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Opening Address Jan O Sullivan, T.D, Minister State Trade Development Dóchas AGM Conference

Irish Aid, Speech, Africa, 2011

Opening Address by Jan O Sullivan, T.D, Minister of State for Trade and Development

Dóchas AGM and Conference

Guaranteed Irish?  A conference examining what Irish organisations bring to international development

Wood Quay Venue

 Ladies and Gentlemen,

I am pleased and honoured to be invited to open the Dóchas annual conference and to have the opportunity to share in discussion and reflections at a critical time for all in involved in international development.   As a newly appointed Minister, I have enjoyed meeting a number of you over the last few weeks.  I have been struck by the open, thoughtful and critical manner with which you address issues of concern to the sector. 

What do Irish organisations bring to international development? The question being posed by the conference is topical, appropriate and relevant.  Perhaps if it opens up an honest debate, then it is a question that is also courageous and brave!

The sudden and dramatic change in our own circumstances has led to much soul searching across Irish society.  Many people from all walks of life are re-examining their values, their contribution and their achievements.  This is no less a task for international NGOs as actors in an inter-dependent world.  As global dynamics shift and change, international NGOs are forced to redefine their role, understand their unique selling points and to build a quality trademark. 

We are all acutely aware of profound changes in the global context.  Events are being reported today which only a short time ago would have seemed impossible. 

It is hard to imagine that a single man driven to a desperate act of protest in Tunisia just months ago, has sparked mass demonstrations across North Africa and the Middle East and the dramatic events unfolding across the region today.  Five years ago, it was unthinkable that Ireland would be a recipient of assistance through an EU – IMF programme, or that developed economies would hold levels of public debt that may be unsustainable in the long-term.  Developing countries now hold most of the world’s foreign exchange reserves and drive global economic growth through increased South-South economic cooperation. 

Africa which was previously viewed by many as an object of charity is now looked to for business and trade opportunities.  Dependency on aid is reducing as domestic tax revenues have overtaken aid inflows. But the challenges of hunger, poverty and inequality deepen and persist; and middle income countries host the largest percentage of the world’s poor.   Against this background, aid programmes need to be recast to serve as catalysts for change rather than the source of basic service provision.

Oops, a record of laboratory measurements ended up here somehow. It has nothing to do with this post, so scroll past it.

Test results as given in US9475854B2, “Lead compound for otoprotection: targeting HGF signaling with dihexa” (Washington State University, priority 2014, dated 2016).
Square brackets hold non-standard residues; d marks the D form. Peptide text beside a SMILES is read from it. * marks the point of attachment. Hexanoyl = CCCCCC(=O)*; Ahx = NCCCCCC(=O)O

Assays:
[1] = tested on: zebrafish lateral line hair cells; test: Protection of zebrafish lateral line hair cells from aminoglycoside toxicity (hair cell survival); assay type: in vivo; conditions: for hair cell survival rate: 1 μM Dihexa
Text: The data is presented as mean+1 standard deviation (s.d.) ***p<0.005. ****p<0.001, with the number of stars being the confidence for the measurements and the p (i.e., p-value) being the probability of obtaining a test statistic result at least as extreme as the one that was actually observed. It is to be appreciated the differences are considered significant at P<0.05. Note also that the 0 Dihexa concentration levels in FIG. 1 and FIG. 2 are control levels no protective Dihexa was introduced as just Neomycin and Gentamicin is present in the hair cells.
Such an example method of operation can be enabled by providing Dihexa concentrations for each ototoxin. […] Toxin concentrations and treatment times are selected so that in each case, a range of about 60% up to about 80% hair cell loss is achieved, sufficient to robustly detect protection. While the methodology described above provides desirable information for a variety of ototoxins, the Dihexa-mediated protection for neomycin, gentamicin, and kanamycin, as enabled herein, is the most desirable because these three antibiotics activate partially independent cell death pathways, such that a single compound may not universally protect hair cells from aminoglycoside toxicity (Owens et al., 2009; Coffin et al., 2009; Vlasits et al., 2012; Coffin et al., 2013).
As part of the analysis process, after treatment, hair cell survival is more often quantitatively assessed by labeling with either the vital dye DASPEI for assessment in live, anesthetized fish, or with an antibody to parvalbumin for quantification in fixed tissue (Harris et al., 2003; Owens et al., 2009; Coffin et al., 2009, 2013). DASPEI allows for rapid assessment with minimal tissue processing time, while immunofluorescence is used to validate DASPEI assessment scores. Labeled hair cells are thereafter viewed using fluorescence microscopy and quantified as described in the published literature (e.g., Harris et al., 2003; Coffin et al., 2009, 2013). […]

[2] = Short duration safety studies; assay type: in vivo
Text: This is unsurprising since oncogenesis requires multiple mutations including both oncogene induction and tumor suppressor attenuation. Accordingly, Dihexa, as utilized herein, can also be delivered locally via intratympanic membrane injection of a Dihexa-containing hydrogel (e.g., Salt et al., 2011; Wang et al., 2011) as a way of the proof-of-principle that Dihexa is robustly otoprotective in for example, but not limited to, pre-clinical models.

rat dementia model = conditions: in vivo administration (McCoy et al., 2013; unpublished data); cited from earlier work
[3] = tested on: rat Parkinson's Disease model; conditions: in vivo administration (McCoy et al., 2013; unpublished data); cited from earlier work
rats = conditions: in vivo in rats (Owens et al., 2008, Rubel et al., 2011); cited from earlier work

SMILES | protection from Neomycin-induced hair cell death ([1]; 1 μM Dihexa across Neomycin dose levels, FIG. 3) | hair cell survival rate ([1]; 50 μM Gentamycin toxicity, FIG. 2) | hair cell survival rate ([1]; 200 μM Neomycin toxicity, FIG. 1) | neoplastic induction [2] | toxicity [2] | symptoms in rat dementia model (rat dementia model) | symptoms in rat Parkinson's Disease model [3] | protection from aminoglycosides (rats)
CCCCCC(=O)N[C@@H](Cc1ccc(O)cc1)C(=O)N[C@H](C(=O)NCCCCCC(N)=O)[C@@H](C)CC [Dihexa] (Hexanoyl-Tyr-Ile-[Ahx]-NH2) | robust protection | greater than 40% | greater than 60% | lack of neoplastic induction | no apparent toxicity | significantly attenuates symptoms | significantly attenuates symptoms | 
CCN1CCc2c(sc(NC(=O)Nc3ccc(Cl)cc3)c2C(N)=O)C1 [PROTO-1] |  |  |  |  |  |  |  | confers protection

These wider shifts in international development demand sharper thinking and better analysis.  The concept of development cooperation needs to move beyond the confines of programmes and projects to incorporate policies on trade, investment, tackling climate change and engaging with political and democratic processes. 

Since taking on my current position as Minister of State for Trade and Development, I have been struck by the intensity of the debate around aid effectiveness and by the considerable commitment to it.  I know that the debate is particularly strong within Irish Aid, where there is a spirit of continuous examination of how aid can be delivered more effectively.  I am very proud of the fact that Irish Aid has been commended internationally for the leading role it has taken in this respect.  Ireland has a reputation for being a flexible, collaborative and knowledgeable partner.   

Let us build on that reputation and define our uniqueness by listening to citizens in recipient countries and defining our role and intentions based on their views and on our capacity to respond.   We should not be intimidated by the need to define our objectives and results nor should we understand it as a straitjacket to confine our work or our imagination.